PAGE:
nep-ent New Economics Papers
on Entrepreneurship
Issue of 2006‒05‒27
nine papers chosen by
Marcus Dejardin
Facultes Universitaires Notre-Dame de la Paix

  1. Income Taxes and Entrepreneurial Choice : Empirical Evidence from Germany By Frank M. Fossen; Viktor Steiner
  2. Tax Evasion and Self-Employment in a High-Tax Country: Evidence from Sweden By Engström, Per; Holmlund, Bertil
  3. The “Continuous Collaborators” in Italy. Hybrids between Employment and Self-employment? By Ulrike Muehlberger; Silvia Pasqua
  4. Bank relationships and small firms’ financial performance By Annalisa Castelli; Gerald P. Dwyer, Jr.; Iftekhar Hasan
  5. Beyond Penrose : a cognitive theory of the firm By Nooteboom,Bart
  6. Optimal Government Regulations and Red Tape in an Economy with Corruption By Fabio Mendez; Facundo Sepulveda
  7. Small Islands, New Technologies and Globalization: A Case of ICT adoption by SMEs in Mauritius By Lal, Kaushalesh; Peedoly, Aveeraj Sharma
  8. Knowledge, Profitability and Exit of German Car Manufacturing Firms By Jens J. Krüger; Kristina Dreßler
  9. Degree of innovativeness and market structure: A model By Daniela Grieco

  1. By: Frank M. Fossen; Viktor Steiner
    Abstract: Entrepreneurial activity is often regarded as an engine for economic growth and job creation. Through tax policy, governments possess a potential lever to influence the decisions of economic agents to start and close small businesses. In Germany, the top marginal income tax rates were reduced exclusively for entrepreneurs in 1994 and 1999/2000. These tax reforms provided two naturally defined control groups that enable us to exploit the legislation changes as "natural experiments". First, the tax rate reductions did not apply to freelance professionals (Freiberufler), and second, entrepreneurs with earnings below a certain threshold were not affected. Using data from two different sources, the SOEP and the Mikrozensus (LFS), we analyse the effect of the tax cuts on transitions into and out of self-employment and on the rate of self-employment. We apply a "difference-in-difference-in-difference" estimation technique within a discrete time hazard rate model. The results indicate that the decrease in tax rates did not have a significant effect on the self-employment decision.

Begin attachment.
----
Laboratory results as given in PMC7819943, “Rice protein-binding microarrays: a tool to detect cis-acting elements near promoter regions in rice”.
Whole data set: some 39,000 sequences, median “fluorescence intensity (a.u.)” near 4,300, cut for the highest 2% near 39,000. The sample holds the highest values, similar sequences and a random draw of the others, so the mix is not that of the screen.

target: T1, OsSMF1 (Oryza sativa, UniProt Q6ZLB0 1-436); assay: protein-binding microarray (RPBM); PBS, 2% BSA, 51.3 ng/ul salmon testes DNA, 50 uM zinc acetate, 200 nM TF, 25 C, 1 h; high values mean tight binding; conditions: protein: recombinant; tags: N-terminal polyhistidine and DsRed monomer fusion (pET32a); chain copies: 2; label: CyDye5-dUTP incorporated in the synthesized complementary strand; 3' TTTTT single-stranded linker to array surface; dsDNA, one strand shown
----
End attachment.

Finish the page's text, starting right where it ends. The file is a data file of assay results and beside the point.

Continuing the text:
Keywords: Taxation, entrepreneurship, natural experiment, difference-in-difference-in-difference estimation
    JEL: H24 H25 J23
    Date: 2006
  2. By: Engström, Per (Department of Economics); Holmlund, Bertil (Department of Economics)
    Abstract: Self-employed individuals have arguably greater opportunities than wage earners to underreport their incomes. The incentives for underreporting should be especially strong in an economy with generally high taxes. This paper uses recent income and expenditure data to examine the extent of underreporting of income among self-employed individuals in Sweden. A key hypothesis is that underreporting of incomes among the self-employed would be visible in the data as “excess food consumption”, for a given level of observed income. Our results confirm the underreporting hypothesis. In particular, we estimate that households with at least one self-employed member underreport their total incomes by around 30 percent. Under-reporting appears to be twice as prevalent among self-employed people with unincorporated businesses as among those with incorporated businesses.
    Keywords: Tax evasion; self-employment; Engel curves
    JEL: D12 H24 H25 H26
    Date: 2006–05–17
  3. By: Ulrike Muehlberger; Silvia Pasqua